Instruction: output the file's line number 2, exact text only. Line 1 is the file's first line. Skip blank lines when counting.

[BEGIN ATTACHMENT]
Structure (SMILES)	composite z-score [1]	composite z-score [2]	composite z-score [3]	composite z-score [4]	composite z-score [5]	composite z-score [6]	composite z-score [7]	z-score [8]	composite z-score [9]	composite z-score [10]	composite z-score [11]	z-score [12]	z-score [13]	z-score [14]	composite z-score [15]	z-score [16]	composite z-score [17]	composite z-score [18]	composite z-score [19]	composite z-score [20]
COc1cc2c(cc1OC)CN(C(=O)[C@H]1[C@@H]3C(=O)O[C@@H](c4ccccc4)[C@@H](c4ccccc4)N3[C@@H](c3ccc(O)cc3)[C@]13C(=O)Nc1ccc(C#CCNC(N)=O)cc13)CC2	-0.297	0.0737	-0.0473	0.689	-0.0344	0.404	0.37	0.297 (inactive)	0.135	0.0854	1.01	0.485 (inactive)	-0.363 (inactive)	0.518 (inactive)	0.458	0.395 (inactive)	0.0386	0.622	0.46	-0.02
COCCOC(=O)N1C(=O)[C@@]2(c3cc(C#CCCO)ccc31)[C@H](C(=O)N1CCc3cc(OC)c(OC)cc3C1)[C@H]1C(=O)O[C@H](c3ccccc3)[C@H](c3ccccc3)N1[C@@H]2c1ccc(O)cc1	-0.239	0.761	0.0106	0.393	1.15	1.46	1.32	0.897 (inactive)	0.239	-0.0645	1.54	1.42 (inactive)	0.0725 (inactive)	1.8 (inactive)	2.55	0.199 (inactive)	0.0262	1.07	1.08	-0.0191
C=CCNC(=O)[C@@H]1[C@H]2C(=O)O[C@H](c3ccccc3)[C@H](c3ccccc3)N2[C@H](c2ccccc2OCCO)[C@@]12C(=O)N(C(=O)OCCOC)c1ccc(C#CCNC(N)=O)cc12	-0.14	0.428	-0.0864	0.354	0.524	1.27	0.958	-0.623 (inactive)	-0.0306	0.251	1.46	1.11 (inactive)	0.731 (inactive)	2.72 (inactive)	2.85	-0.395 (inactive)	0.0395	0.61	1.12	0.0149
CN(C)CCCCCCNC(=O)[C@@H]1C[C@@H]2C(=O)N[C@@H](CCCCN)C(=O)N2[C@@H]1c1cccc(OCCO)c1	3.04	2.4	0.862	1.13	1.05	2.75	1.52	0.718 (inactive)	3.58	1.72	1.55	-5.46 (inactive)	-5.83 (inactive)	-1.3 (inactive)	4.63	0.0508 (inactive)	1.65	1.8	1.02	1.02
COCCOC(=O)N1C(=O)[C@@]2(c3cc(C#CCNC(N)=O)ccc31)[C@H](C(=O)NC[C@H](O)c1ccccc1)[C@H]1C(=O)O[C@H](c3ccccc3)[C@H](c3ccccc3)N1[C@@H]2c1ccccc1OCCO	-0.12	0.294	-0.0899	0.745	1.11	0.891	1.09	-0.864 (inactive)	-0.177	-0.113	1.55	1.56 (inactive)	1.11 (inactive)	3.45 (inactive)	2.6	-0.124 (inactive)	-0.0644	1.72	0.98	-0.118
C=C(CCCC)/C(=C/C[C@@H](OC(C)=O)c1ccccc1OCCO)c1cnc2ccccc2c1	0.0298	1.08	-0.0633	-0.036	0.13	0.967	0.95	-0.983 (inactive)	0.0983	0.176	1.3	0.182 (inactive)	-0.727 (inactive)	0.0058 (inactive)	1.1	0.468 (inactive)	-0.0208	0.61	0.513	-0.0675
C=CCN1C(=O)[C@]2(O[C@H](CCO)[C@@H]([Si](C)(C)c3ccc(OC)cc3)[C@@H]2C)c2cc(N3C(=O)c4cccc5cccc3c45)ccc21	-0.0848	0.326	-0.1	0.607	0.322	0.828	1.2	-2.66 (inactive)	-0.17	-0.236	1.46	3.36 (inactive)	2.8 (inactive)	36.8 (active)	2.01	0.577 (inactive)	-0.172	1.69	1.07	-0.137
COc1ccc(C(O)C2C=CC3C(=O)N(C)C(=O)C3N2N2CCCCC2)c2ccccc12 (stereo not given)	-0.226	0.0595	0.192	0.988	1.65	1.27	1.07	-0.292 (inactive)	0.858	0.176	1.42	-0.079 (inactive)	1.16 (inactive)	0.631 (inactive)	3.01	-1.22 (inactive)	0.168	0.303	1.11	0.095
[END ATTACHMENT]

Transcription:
COc1cc2c(cc1OC)CN(C(=O)[C@H]1[C@@H]3C(=O)O[C@@H](c4ccccc4)[C@@H](c4ccccc4)N3[C@@H](c3ccc(O)cc3)[C@]13C(=O)Nc1ccc(C#CCNC(N)=O)cc13)CC2	-0.297	0.0737	-0.0473	0.689	-0.0344	0.404	0.37	0.297 (inactive)	0.135	0.0854	1.01	0.485 (inactive)	-0.363 (inactive)	0.518 (inactive)	0.458	0.395 (inactive)	0.0386	0.622	0.46	-0.02